I have spent the morning in my local hospital going through pre-op assessments for my gallbladder surgery next week. I am nervous and excited and relieved and have that vague niggling worry that perhaps I’ll somehow not make it through the procedure and this will be my final week alive. Anxiety is so dramatic!
But I’m in good spirits, yesterday a friend kindly helped me move my things from the wonderful office at SHINE SA to my studio. I’ve been planning this since I moved into my bigger studio space, but needed moral support and assistance and every time I made arrangements something tricky happened at the last minute. Well, not this time! We packed up a whole lift full of art and project files and filled up a desk at the studio to be sorted through later.
There were two major challenges to work through, the first is that I have mixed feelings about the move. It’s absolutely the best next step, having everything in one space will streamline my work processes and make life much easier. But I love the folks at SHINE and will miss them, and my failure story is easy to trigger with anything I’d hoped to do but couldn’t bring to fruition, like some of my business plans during the residency that took a back seat when I was needed at home.
Our second moving challenge became apparent once we finished unpacking everything into my studio. No keys. They were on the bench in the lift, which is collapsible and was bumped at one point. Meaning they dropped unnoticed into a bag or box. We eventually found them in the back of a magazine folder full of hand made book making instructions!
I alternated between packing and crying, which I didn’t particularly want to inflict on the lovely staff, hence the perfect timing of a public holiday. Fortunately my helper was an art therapist who was excellent at distracting me whenever I started to fall down the failure well!
If you’ve come through childhood adversity you probably have a failure story too, created from all the bag memories, firewalls you couldn’t reach, times you lder yourself down or were failed by others. Most people who’ve been mistreated or abused, especially by someone they cared about or looked up to, have strong failure stories about not being able to find a way to stop it. Unemployment, especially long term, can deeply grove a sense of social rejection, exclusion, worthlessness, and failure. Gifted people who struggle to feel they’ve lived up their potential, people who had plans derailed by illness, or who found disability or mental health struggles meant no one saw potential in them often have strong failure stories too.
My failure story is incredibly strong and like most people’s, very painful. For me it’s particularly around work, fueled by misplaced shame for needing welfare and years of being forced to apply for unsuitable jobs. It’s taken a very long time for me to understand my failure story means I need to mindful of certain emotional risks I might want to take, to gather support around me in some settings. And that it in no way speaks to my competence, capacity, or worth. It makes certain things very hard for me and fuels high anxiety and overwhelm in some situations, but in many others it’s a minor background noise, aquiescent as a sleeping cat.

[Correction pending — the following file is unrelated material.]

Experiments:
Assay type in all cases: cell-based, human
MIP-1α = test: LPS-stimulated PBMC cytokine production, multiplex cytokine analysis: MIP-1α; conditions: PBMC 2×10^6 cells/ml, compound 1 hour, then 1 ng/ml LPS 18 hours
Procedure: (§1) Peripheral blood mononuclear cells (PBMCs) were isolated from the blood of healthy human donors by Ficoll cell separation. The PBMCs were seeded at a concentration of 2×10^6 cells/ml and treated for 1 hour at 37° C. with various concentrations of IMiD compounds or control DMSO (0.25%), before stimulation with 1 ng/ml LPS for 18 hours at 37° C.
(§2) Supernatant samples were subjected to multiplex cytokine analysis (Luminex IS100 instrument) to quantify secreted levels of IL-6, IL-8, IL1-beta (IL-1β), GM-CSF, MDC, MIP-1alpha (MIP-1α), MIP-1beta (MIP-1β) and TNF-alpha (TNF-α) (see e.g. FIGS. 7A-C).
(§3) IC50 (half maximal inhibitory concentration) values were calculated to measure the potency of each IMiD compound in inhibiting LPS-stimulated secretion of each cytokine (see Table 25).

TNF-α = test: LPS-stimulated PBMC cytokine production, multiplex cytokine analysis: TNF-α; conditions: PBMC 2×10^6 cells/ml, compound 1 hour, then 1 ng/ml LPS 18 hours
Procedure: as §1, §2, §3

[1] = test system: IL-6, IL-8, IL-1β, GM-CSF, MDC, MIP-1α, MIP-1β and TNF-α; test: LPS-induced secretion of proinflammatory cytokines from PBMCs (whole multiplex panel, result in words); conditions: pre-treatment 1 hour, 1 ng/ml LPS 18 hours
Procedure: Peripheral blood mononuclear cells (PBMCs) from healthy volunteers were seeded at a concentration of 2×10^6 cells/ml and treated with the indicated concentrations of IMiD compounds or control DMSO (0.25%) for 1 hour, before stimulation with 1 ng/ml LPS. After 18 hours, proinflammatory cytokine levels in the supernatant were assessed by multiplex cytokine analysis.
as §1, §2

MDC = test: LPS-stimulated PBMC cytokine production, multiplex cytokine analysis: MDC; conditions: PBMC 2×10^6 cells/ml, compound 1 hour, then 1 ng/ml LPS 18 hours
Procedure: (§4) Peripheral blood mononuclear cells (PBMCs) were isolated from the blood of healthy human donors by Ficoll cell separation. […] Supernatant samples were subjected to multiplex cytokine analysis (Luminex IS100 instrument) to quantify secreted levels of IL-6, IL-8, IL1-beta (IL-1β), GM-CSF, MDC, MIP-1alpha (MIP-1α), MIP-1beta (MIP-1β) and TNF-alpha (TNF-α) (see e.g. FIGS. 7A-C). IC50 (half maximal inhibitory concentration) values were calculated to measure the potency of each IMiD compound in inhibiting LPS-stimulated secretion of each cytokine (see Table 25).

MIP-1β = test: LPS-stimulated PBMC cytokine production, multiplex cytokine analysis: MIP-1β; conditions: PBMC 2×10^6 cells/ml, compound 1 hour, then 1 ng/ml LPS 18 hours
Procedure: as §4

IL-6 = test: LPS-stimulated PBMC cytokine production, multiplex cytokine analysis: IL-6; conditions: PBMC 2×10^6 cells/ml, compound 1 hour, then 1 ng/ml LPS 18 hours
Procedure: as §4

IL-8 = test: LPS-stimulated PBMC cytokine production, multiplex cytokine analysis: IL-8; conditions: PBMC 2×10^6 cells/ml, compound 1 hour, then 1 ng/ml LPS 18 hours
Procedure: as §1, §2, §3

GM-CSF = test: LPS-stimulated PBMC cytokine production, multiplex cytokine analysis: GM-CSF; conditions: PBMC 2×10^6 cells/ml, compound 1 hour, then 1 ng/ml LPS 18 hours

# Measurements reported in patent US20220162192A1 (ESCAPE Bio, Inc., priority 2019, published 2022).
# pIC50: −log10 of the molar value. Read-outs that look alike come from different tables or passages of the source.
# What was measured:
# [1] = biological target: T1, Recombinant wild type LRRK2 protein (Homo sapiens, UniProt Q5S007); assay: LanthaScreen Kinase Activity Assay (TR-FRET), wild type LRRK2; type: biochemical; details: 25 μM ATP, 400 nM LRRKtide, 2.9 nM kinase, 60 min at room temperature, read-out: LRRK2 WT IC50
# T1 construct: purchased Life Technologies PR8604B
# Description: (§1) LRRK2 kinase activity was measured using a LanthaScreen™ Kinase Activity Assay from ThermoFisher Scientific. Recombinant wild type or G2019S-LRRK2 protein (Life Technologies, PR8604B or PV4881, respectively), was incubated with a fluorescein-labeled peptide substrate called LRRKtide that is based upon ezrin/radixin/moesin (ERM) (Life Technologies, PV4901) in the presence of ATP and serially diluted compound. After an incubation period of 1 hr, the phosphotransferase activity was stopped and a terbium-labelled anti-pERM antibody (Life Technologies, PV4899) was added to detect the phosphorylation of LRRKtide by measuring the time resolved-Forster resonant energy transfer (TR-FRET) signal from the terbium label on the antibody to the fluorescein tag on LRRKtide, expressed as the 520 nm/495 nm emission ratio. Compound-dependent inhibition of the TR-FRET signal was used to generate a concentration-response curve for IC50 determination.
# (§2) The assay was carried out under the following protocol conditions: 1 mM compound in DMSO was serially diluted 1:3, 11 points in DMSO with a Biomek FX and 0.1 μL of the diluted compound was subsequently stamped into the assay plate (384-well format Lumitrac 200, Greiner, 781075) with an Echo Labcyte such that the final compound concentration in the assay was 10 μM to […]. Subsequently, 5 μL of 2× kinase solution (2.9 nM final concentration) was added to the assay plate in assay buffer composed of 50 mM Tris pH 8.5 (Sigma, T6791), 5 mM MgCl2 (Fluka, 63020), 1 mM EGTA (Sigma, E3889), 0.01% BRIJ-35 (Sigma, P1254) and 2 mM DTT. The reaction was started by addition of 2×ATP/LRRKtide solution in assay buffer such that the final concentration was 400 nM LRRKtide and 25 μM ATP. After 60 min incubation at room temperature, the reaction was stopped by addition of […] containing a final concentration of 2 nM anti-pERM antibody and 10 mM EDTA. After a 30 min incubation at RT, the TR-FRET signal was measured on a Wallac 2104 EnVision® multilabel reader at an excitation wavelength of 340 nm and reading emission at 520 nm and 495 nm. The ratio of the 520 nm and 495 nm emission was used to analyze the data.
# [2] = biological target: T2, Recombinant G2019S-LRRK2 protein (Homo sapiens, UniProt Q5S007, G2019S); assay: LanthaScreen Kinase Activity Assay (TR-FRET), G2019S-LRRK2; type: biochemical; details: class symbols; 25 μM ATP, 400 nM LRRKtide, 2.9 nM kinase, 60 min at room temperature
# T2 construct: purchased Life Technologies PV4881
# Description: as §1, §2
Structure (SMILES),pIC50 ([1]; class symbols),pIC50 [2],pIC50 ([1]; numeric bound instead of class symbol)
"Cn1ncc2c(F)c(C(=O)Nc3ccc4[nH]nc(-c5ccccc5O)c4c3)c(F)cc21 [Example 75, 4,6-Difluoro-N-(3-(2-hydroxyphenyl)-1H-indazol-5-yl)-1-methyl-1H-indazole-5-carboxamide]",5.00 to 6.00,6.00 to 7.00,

Most of us have a failure story of some kind, but in work and business we are strongly encouraged to keep them hidden. This creates a toxic culture because if no one is safe to fail or even feel like a failure, no one can risk or be vulnerable. Without vulnerability or risk there’s little creativity, innovation, or human connection. Safety and failure are intrinsically linked.
Considering my art and community development work need creativity, innovation, and human connection, I’m learning I need to make friends with my failure story rather than ”recover from it” and put it behind me in work settings. It’s actually a valuable part of my history and the foundation of some of my skills – if you’re building rapport with someone is that easier to do with a human who has failed, or someone shiny and perfect? It’s such a common mistake to hire a shiny person for a job where you need a human. And such a common misunderstanding for people like me to think we need to be less human and more shiny to be professional. In some ways it’s actually a useful resource, a point of common ground to help other folks who are struggling to feel safer around me and to help me design and implement resources and engagement approaches that click with them. That’s hard to do for folks in strife if you’ve never been there yourself. Shame is destructive but humility is valuable, and we rarely learn it from our successes.